The principles of revenue recognition accounting are necessary for corporations to accurately describe their financial standing. Identifying when a company has earned income is not necessarily simple with many factors to take into consideration. Working out exactly when earnings can be attributed as income is subject to application of rules and good judgement.
Accountants and managers are constantly identifying when the income is earned, when they have made a profit. Have the preliminary functions been done. Does a signed agreement exist with the client, or has a confirmed order been received. Is the customer aware of the price and can the customer pay for the transaction. And when has the contract been fulfilled. Are the goods now held by the customer, or are they to be delivered. Has any services committed to been done.
Ensuring revenue is recorded in the correct time frame is the basis of accrual accounting. This has rules to split revenues over multiple accounting periods, or defer recording of income to ensure earnings are recorded in the time frame they relate to. Mistiming corporate earnings can be detrimental to investors and suppliers to a company.
Working out when the goods have been delivered or services performed is not always simple. It is easy to determine if a valid contract has been agreed, if price has been agreed and that the bill can be paid. Getting the work completed, the product in the hands of the customer, and ensuring what has been promised is delivered is the hard part.
The normal expectancy is that both the supplier and customer will record the transaction in the same accounting period. When this does not happen, then the question of revenue allocation needs to be looked at. Examples of this is paying insurance annually in advance, or shipping goods out overnight on the last day of the month.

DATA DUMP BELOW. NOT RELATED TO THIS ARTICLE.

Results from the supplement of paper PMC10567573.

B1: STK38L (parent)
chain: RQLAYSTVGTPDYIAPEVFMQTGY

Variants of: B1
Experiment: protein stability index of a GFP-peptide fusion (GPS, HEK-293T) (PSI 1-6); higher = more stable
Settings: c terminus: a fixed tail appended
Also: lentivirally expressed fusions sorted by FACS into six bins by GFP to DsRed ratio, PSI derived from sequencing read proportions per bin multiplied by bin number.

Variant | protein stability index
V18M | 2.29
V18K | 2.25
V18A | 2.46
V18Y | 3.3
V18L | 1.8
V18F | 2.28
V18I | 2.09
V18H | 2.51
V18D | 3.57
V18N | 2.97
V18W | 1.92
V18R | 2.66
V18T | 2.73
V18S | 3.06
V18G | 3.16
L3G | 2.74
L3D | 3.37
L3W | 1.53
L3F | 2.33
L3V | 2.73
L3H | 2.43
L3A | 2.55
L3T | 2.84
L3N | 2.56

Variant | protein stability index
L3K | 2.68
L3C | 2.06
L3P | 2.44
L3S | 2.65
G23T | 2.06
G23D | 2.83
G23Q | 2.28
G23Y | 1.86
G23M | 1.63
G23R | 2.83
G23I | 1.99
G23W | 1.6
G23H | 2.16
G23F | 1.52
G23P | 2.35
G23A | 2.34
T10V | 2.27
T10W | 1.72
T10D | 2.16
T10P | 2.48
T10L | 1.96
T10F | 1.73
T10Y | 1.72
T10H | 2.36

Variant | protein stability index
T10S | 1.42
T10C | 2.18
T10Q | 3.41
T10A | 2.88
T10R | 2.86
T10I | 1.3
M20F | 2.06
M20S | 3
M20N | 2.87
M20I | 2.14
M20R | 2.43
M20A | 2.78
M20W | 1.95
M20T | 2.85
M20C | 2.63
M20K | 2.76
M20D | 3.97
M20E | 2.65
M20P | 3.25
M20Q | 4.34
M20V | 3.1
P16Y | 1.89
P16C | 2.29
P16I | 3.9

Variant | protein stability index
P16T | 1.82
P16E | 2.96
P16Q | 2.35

For example, an insurance agent gets paid full commission on the initial signing of a contract with the customer, but is subject to pay back of commissions if the customer cancels the policy inside of two years. While the agent has been paid, the value of the sale is dependent on a future event, namely that the customer pays premiums for two years. There is a case to argue that income, or some of the income, has not been earned until the future event has been fulfilled.
Another situation occurs in construction where long term projects are common. Progress claims are submitted by contractors to clients and these are agreed on for part of the works done and paid. When a progress claim is paid, then that part of the contract is determined to have been complete and the customer taken ownership, even thought he full job is not complete. The rule of thumb on this is could another person or company take over a partially finished job and complete the works. Because the answer is yes, income can be recognized during the works.
We inherently trust accountants and managers to follow the generally accepted accounting principles for revenue recognition accounting. This is supported by independent auditors who verify that a corporation has followed the rules and presented their accounts correctly. This is important in not paying too much tax, ensuring finance providers make informed investments in the and that shareholders have correct information.
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Author: Dorothea GarnerThis author has published 63 articles so far.